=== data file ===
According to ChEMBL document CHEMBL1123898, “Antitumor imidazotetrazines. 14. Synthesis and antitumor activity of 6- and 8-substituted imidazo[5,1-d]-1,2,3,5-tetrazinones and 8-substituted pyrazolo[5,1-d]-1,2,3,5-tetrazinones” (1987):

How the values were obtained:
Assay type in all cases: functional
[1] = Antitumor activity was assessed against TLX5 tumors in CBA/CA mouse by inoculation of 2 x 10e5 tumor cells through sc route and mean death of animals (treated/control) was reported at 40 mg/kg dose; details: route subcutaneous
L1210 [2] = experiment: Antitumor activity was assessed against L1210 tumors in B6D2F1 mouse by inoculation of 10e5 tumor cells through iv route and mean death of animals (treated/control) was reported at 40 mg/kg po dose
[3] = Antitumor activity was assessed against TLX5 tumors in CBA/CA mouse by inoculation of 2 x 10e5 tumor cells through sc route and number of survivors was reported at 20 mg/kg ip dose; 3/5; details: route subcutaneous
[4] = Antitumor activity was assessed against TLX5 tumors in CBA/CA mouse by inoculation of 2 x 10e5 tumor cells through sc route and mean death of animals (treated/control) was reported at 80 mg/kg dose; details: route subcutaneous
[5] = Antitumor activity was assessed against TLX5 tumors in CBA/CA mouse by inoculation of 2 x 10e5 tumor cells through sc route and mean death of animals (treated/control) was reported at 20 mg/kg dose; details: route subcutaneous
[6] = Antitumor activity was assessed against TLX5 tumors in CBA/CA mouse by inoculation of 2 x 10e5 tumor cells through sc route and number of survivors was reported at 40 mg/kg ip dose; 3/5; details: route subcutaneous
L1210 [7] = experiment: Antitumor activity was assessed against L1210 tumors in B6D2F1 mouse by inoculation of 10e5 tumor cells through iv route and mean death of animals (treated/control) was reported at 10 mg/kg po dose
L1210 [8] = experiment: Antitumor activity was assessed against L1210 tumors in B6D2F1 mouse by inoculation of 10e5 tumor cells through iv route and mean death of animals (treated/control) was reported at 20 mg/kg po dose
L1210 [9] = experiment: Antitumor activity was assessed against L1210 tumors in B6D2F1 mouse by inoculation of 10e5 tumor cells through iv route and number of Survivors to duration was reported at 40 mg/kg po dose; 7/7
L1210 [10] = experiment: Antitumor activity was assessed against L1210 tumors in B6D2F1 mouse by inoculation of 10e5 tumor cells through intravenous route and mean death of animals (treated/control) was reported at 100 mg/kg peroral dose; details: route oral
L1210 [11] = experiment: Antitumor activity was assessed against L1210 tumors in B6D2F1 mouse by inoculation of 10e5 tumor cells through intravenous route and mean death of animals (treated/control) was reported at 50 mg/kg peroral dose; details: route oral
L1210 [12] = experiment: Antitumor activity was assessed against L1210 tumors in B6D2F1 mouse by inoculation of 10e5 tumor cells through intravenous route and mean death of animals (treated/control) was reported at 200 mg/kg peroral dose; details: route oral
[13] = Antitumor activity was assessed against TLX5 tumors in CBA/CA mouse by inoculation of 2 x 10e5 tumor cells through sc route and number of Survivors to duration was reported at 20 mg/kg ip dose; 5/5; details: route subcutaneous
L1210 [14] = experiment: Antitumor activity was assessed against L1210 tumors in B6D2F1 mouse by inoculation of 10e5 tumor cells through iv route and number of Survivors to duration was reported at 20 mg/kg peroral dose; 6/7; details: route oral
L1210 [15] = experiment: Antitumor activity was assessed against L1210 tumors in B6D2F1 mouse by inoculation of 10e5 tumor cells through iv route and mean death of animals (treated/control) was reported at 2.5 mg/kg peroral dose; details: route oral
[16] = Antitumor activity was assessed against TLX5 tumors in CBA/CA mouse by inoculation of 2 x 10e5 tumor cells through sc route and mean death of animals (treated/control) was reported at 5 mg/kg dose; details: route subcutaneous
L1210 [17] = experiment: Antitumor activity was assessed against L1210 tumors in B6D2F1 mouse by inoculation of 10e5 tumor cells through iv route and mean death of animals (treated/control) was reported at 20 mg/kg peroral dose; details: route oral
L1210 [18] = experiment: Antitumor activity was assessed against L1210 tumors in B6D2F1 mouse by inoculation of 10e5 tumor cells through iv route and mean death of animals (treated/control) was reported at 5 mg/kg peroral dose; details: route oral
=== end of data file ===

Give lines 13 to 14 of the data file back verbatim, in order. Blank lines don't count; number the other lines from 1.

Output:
L1210 [10] = experiment: Antitumor activity was assessed against L1210 tumors in B6D2F1 mouse by inoculation of 10e5 tumor cells through intravenous route and mean death of animals (treated/control) was reported at 100 mg/kg peroral dose; details: route oral
L1210 [11] = experiment: Antitumor activity was assessed against L1210 tumors in B6D2F1 mouse by inoculation of 10e5 tumor cells through intravenous route and mean death of animals (treated/control) was reported at 50 mg/kg peroral dose; details: route oral